Spotlight on Property: Artistic Expression

Text Graham Wood
Production Sven Alberding
Photographs Elsa Young

This reinvigorated late modernist home at the foot of Table Mountain has become an ever-evolving personal exhibition space for its gallerist owners and their young family.

Candace and William Marshall-Smith decided to renovate their Cape Town home while Candace was still energised after the renovation of her fine art gallery, SMITH, in the historic city centre.

Candace is seen here with children Tessa, Max and Stella, their dog Judge and their cat Fifi. The George-Nelson-style pendant lights are from Spazio. The large artwork in the stairwell is by Katharien de Villiers. The wooden artwork visible below the stairs is by Tiago Rodrigues, and the work above the server is by Rosie Mudge.

Not long after moving from Johannesburg to Cape Town with their young family, Candace and William found a house in a wonderful spot in Oranjezicht in Cape Town’s City Bowl. The house itself was a fairly unremarkable 1970s double-storey. “It looked like a school building,” laughs Candace, “but it had a wonderful sense of space, which is rare in Cape Town. It had incredible views of the city and Lion’s Head to one side, and it’s right at the foot of Table Mountain.”

A terraced garden brings the rocky landscape and indigenous vegetation on the slopes of Table Mountain right to the edge of the swimming pool. Candace points out that at the top of the staircase is a level expanse of lawn, which is a wonderful play space for the children.
In the living room on the southern side of the house, a beautiful double-volume space with huge floor-to-ceiling windows lets in views of Table Mountain as it cascades right down to the house. “We have a lot of glazing and no eaves,” says Candace, so the views are vast and unobstructed. The light on this side of the house is soft and indirect, so it doesn’t get too hot. Candace was adamant that she wanted to retain the original window with its grid of timber frames, which let in views and light. Architects Stuart Thompson and Matt Pretorius extended it with a complementary asymmetrical grid of floor-to-ceiling windows, which might resemble a De Stijl/Mondrian design, but was largely inspired by the stonework around the 70s fireplace. The furnishings combine reupholstered pieces from the family’s original collection (such as the green velvet armchairs) with mid-century pieces designed and made-up by decorator Christine Joubert or sourced on the auction market. Natural textures, such as the handwoven grass carpet, stone coffee table and timber panelling create a muted, neutral palette that allows the views full expression.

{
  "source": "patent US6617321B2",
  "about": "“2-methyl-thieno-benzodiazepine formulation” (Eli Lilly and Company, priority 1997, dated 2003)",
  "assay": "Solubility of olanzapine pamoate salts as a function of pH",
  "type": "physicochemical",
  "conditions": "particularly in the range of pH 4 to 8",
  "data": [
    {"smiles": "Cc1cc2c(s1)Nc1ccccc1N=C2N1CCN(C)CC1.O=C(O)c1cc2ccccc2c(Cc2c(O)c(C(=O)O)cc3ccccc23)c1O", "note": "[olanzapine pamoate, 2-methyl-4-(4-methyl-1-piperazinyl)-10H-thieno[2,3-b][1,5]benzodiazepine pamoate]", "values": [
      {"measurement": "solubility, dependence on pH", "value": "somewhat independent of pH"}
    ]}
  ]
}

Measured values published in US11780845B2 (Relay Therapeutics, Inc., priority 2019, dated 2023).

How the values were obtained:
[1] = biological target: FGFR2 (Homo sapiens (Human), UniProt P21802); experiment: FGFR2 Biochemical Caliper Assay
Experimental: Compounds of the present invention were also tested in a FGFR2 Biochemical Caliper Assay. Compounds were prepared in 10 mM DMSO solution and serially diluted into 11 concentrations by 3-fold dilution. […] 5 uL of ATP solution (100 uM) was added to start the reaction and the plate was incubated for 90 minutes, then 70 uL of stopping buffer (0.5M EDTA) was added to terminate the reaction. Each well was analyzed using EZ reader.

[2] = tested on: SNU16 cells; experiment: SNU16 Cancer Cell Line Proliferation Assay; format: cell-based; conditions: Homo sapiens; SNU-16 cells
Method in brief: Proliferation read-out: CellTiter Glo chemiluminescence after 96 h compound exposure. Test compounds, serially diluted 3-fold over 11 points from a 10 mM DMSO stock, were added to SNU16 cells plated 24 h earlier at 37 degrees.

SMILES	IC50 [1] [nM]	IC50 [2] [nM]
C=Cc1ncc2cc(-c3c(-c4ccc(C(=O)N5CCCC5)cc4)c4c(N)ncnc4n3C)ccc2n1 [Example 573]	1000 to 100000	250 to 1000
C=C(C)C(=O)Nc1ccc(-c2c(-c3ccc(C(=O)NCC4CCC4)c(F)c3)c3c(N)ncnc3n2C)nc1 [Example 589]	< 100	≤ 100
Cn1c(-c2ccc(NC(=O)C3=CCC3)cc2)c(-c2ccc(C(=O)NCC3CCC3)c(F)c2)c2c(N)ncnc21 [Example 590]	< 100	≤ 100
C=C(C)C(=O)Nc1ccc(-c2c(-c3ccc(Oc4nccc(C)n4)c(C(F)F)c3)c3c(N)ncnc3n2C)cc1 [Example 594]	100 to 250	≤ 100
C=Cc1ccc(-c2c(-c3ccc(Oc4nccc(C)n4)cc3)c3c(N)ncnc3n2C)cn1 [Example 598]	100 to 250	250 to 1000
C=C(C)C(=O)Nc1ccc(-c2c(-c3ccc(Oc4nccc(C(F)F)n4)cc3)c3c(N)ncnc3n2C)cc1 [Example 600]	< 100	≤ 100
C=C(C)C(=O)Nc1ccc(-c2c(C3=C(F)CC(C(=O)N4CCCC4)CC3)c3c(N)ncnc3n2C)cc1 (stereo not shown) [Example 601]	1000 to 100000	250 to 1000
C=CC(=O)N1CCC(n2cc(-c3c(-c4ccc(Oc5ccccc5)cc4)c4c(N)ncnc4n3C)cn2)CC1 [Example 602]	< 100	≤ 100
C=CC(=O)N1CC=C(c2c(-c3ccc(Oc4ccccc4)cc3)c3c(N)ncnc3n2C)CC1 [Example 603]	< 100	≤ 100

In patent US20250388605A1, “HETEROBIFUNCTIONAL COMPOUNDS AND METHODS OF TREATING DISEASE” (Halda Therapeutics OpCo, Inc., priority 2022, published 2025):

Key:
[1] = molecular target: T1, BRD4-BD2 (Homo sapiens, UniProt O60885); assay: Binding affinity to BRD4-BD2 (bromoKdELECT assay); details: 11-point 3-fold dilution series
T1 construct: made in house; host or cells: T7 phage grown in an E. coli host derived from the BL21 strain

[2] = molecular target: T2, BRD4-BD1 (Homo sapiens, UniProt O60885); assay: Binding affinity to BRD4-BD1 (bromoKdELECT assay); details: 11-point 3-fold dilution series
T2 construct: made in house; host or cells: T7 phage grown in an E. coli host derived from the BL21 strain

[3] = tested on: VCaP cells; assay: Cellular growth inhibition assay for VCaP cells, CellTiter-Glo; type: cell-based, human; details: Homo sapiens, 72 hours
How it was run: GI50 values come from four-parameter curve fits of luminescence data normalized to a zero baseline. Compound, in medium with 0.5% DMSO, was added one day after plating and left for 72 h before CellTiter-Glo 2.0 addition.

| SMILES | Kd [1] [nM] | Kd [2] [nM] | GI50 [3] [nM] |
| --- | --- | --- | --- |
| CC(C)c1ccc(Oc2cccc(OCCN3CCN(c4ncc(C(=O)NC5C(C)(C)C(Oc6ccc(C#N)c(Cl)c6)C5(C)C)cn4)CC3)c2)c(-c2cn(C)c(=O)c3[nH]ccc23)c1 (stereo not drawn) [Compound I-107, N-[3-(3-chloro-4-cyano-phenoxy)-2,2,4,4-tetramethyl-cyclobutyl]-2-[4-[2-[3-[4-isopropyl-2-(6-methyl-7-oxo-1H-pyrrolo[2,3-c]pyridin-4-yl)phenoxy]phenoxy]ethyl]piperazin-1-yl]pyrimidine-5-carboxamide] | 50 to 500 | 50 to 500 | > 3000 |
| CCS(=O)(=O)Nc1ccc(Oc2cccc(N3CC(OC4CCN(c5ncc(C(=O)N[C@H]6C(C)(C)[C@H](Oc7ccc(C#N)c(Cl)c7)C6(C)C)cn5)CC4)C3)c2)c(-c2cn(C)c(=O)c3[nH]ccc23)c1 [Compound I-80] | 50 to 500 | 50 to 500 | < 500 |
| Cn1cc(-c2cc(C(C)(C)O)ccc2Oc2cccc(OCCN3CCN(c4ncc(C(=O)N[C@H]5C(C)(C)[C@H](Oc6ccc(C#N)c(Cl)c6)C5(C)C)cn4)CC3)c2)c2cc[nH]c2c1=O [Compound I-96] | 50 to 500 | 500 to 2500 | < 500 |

A terraced rocky garden with a beautiful stone staircase seems to bring the mountain right down to the edge of the house, giving it a strong presence and sense of place. Yet, somehow, it’s potential had been overlooked, perhaps because of its inelegant architecture. But the position and 360-degree views were enough for Candace and William. “I just remember being astonished at the views,” says Candace. And they could see potential in some of the house’s late mid-century features.

Timber sliding doors open onto a nook on the north-facing balcony, where you can still enjoy the views of Lion’s Head and the city, even when it’s windy

Nevertheless, she and William didn’t renovate immediately. “We lived in it for three years,” she says. “We had time to consider what we wanted to do.”

Besides, Candace was rather taken up with the launch of her gallery in a beautiful, idiosyncratic heritage building in Church Street in the historic city centre. After the success of that project, however, she was ready for another challenge and decided to renovate.

The kitchen opens partially to the lounge, with a kitchen peninsula/breakfast bar forming a low barrier between them, which usefully demarcates the space while keeping the treetop view through a picture window unobscured. The joinery was by Coastal Kitchens Cape Town. The bars stools are from Stokperd. The ceramics on the counter are from Vorster and Braye.
In the main bedroom, the coffee table is from Weylandts. The artworks above the bed are by Dale Lawrence.